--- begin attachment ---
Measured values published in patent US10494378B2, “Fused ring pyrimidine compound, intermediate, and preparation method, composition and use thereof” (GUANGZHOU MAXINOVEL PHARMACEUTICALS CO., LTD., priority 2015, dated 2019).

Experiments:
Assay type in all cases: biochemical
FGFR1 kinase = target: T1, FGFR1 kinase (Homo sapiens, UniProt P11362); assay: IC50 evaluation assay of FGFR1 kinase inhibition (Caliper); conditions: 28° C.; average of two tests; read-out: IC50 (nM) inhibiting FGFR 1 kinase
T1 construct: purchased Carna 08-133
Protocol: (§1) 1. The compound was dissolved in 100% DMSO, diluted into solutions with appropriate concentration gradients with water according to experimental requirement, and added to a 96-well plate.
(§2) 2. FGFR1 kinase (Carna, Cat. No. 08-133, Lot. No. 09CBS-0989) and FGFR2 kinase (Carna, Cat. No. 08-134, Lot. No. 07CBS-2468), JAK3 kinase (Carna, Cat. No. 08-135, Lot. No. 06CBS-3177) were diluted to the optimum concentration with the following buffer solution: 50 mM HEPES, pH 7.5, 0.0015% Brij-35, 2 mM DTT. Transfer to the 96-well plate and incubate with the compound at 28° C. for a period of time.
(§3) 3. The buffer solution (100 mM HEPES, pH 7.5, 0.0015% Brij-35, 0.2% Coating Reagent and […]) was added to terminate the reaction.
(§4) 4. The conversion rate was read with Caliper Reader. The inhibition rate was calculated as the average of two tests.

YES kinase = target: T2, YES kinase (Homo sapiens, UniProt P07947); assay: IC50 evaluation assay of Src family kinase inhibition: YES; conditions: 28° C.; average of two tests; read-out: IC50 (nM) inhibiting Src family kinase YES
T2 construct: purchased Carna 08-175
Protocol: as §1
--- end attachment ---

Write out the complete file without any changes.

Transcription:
Measured values published in patent US10494378B2, “Fused ring pyrimidine compound, intermediate, and preparation method, composition and use thereof” (GUANGZHOU MAXINOVEL PHARMACEUTICALS CO., LTD., priority 2015, dated 2019).

Experiments:
Assay type in all cases: biochemical
FGFR1 kinase = target: T1, FGFR1 kinase (Homo sapiens, UniProt P11362); assay: IC50 evaluation assay of FGFR1 kinase inhibition (Caliper); conditions: 28° C.; average of two tests; read-out: IC50 (nM) inhibiting FGFR 1 kinase
T1 construct: purchased Carna 08-133
Protocol: (§1) 1. The compound was dissolved in 100% DMSO, diluted into solutions with appropriate concentration gradients with water according to experimental requirement, and added to a 96-well plate.
(§2) 2. FGFR1 kinase (Carna, Cat. No. 08-133, Lot. No. 09CBS-0989) and FGFR2 kinase (Carna, Cat. No. 08-134, Lot. No. 07CBS-2468), JAK3 kinase (Carna, Cat. No. 08-135, Lot. No. 06CBS-3177) were diluted to the optimum concentration with the following buffer solution: 50 mM HEPES, pH 7.5, 0.0015% Brij-35, 2 mM DTT. Transfer to the 96-well plate and incubate with the compound at 28° C. for a period of time.
(§3) 3. The buffer solution (100 mM HEPES, pH 7.5, 0.0015% Brij-35, 0.2% Coating Reagent and […]) was added to terminate the reaction.
(§4) 4. The conversion rate was read with Caliper Reader. The inhibition rate was calculated as the average of two tests.

YES kinase = target: T2, YES kinase (Homo sapiens, UniProt P07947); assay: IC50 evaluation assay of Src family kinase inhibition: YES; conditions: 28° C.; average of two tests; read-out: IC50 (nM) inhibiting Src family kinase YES
T2 construct: purchased Carna 08-175
Protocol: as §1